THE FAI’s aim to be debt-free by 2020 will be accelerated by revenues flowing from Euro 2012. €8m is the minimum pay-off for each finalist, with another million awarded per win in the group stages. A draw is worth €500,000. Third in the group earns €1m. So a repeat of Ireland’s performance at Euro 88 (one win, one draw and third place) would add another €2.5m to the FAI coffers, making a total of €10.5m.
Losing quarter-finalists pocket €2m, while the beaten semi-finalists collect €3m. The winners are guaranteed €7.5m, €3m more than the runners-up. That’s a total pot of €196m, up by €12m since Euro 2008. In addition, the FAI will enjoy increased revenue from qualification bonus clauses in sponsorship deals, and Euro 2012 fever will boost consumer spending.
GIOVANNI TRAPATTONI used 26 players in the qualifying campaign, so at least three will be disappointed when he names his squad for the finals. Those at risk include Liam Lawrence, who has dropped down the midfield pecking order in recent months, and James McCarthy, who featured for only three minutes in Group B. When Trap led Italy to Euro 2004 he brought three keepers, eight defenders, seven midfielders and five attackers. A similar configuration now could mean: Given, Westwood, Forde; O’Shea, Dunne, St Ledger, Ward, Kelly, McShane, O’Dea, Foley/Coleman; Duff, Whelan, Andrews, McGeady, Hunt, Fahey, Gibson; Keane, Doyle, Cox, Walters, Long.
When the draw is made in Kiev on December 2, Ireland could be re-united with two of the three teams they met at Euro 88 - Holland and either England or Russia. And if Joxer went to Stuttgart, why shouldn’t Pádraig head for Poznan and Deirdre discover Donetsk? A meeting with England would bring Trap face to face with Fabio Capello in a unique Italian match-up. Another possibility in the draw is that Ireland could get Germany and Sweden, both of whom await when the 2014 World Cup qualifiers begin next season. Anyone want to make some psychological points?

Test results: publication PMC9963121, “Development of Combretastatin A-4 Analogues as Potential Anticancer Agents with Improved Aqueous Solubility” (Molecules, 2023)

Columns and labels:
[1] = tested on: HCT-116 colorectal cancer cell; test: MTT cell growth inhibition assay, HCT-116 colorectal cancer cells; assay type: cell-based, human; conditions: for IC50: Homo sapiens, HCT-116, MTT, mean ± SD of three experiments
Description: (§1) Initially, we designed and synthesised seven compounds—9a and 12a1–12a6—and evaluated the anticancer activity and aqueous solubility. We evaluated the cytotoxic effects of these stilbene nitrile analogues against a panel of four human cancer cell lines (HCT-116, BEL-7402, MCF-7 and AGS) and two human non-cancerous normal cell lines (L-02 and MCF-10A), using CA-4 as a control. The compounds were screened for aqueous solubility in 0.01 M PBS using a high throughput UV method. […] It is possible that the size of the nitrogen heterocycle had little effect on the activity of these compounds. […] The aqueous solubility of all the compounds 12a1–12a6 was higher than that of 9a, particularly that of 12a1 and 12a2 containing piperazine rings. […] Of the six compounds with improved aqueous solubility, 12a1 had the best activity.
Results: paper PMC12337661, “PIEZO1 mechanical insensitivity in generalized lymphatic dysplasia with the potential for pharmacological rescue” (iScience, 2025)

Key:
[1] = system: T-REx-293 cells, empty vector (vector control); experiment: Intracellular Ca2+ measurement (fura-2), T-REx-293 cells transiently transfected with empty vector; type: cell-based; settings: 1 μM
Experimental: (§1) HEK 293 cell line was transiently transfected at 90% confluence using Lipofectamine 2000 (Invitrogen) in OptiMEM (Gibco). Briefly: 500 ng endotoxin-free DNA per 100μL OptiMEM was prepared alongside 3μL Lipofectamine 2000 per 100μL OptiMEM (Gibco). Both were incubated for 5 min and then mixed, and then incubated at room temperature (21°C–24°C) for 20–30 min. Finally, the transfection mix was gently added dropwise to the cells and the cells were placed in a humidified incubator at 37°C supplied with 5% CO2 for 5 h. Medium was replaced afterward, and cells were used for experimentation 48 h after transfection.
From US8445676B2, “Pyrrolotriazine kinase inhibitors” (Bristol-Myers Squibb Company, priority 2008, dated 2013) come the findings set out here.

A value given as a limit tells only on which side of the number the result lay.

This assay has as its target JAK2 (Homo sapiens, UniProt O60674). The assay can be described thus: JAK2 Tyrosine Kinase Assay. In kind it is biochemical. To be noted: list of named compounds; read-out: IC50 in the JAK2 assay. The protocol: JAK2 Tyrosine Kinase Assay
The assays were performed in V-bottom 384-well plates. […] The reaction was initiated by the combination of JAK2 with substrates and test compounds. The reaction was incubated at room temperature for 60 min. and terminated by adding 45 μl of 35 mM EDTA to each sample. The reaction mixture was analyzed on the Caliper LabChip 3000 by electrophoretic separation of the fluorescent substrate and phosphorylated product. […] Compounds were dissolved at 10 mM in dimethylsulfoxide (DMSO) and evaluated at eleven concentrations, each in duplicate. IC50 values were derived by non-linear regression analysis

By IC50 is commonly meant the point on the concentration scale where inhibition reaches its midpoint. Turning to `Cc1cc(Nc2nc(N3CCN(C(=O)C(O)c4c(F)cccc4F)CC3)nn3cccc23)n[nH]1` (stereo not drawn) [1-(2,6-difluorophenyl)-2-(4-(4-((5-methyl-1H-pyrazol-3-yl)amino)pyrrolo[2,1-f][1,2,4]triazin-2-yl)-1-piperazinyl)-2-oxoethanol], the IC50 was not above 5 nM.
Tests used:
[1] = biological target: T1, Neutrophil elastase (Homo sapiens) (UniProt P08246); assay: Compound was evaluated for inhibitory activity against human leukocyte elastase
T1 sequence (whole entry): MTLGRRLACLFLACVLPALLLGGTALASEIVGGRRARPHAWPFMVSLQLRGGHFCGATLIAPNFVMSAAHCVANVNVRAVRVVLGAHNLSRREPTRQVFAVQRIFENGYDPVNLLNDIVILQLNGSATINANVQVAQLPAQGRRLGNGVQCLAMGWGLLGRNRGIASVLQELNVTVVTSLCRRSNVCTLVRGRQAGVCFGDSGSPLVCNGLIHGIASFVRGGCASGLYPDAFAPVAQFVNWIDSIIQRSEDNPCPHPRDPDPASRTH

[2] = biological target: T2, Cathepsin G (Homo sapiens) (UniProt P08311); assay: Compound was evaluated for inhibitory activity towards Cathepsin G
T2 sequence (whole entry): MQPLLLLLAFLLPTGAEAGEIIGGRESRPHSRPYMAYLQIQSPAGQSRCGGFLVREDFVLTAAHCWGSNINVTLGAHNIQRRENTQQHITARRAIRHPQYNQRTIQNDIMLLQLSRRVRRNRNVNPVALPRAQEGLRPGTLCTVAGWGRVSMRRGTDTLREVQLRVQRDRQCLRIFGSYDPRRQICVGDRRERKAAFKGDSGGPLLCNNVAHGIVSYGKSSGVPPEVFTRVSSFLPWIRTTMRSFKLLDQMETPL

IRELAND’S steady rise (currently 25th) will continue when the latest rankings appear next week. Unfortunately, the 2014 World Cup draw in July came just too early: had it been held this month, as the last one was in 2007, Ireland would enjoy second-seed status rather than third. Even so, Ireland’s standing as a Euro finalist will increase their market value when friendly fixtures are being planned, even before the pooling of international tv rights among UEFA’s 53 members starts in 2014. With debts of €50m, that’s good news.